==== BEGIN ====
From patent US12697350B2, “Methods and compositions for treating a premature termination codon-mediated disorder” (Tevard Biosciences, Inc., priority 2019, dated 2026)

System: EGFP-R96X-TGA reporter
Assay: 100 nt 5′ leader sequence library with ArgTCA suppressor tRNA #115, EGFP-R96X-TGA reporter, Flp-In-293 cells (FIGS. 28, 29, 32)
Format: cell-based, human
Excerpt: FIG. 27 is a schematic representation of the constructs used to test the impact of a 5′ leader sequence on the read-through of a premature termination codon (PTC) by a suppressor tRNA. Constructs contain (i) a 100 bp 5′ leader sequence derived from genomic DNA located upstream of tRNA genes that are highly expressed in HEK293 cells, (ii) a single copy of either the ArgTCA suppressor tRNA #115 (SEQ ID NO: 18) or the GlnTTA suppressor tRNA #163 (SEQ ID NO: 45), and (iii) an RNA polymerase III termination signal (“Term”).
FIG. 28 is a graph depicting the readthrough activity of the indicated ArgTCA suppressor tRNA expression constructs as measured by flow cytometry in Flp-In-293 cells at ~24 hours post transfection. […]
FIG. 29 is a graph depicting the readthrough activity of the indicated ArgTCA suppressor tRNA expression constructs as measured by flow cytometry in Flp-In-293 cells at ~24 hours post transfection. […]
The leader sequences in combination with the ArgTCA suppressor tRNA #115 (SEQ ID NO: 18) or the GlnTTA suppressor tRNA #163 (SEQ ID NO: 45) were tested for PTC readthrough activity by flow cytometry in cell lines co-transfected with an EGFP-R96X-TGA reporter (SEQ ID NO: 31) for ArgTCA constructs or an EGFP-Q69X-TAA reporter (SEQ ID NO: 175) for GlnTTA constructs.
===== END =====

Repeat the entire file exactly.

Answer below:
From patent US12697350B2, “Methods and compositions for treating a premature termination codon-mediated disorder” (Tevard Biosciences, Inc., priority 2019, dated 2026)

System: EGFP-R96X-TGA reporter
Assay: 100 nt 5′ leader sequence library with ArgTCA suppressor tRNA #115, EGFP-R96X-TGA reporter, Flp-In-293 cells (FIGS. 28, 29, 32)
Format: cell-based, human
Excerpt: FIG. 27 is a schematic representation of the constructs used to test the impact of a 5′ leader sequence on the read-through of a premature termination codon (PTC) by a suppressor tRNA. Constructs contain (i) a 100 bp 5′ leader sequence derived from genomic DNA located upstream of tRNA genes that are highly expressed in HEK293 cells, (ii) a single copy of either the ArgTCA suppressor tRNA #115 (SEQ ID NO: 18) or the GlnTTA suppressor tRNA #163 (SEQ ID NO: 45), and (iii) an RNA polymerase III termination signal (“Term”).
FIG. 28 is a graph depicting the readthrough activity of the indicated ArgTCA suppressor tRNA expression constructs as measured by flow cytometry in Flp-In-293 cells at ~24 hours post transfection. […]
FIG. 29 is a graph depicting the readthrough activity of the indicated ArgTCA suppressor tRNA expression constructs as measured by flow cytometry in Flp-In-293 cells at ~24 hours post transfection. […]
The leader sequences in combination with the ArgTCA suppressor tRNA #115 (SEQ ID NO: 18) or the GlnTTA suppressor tRNA #163 (SEQ ID NO: 45) were tested for PTC readthrough activity by flow cytometry in cell lines co-transfected with an EGFP-R96X-TGA reporter (SEQ ID NO: 31) for ArgTCA constructs or an EGFP-Q69X-TAA reporter (SEQ ID NO: 175) for GlnTTA constructs.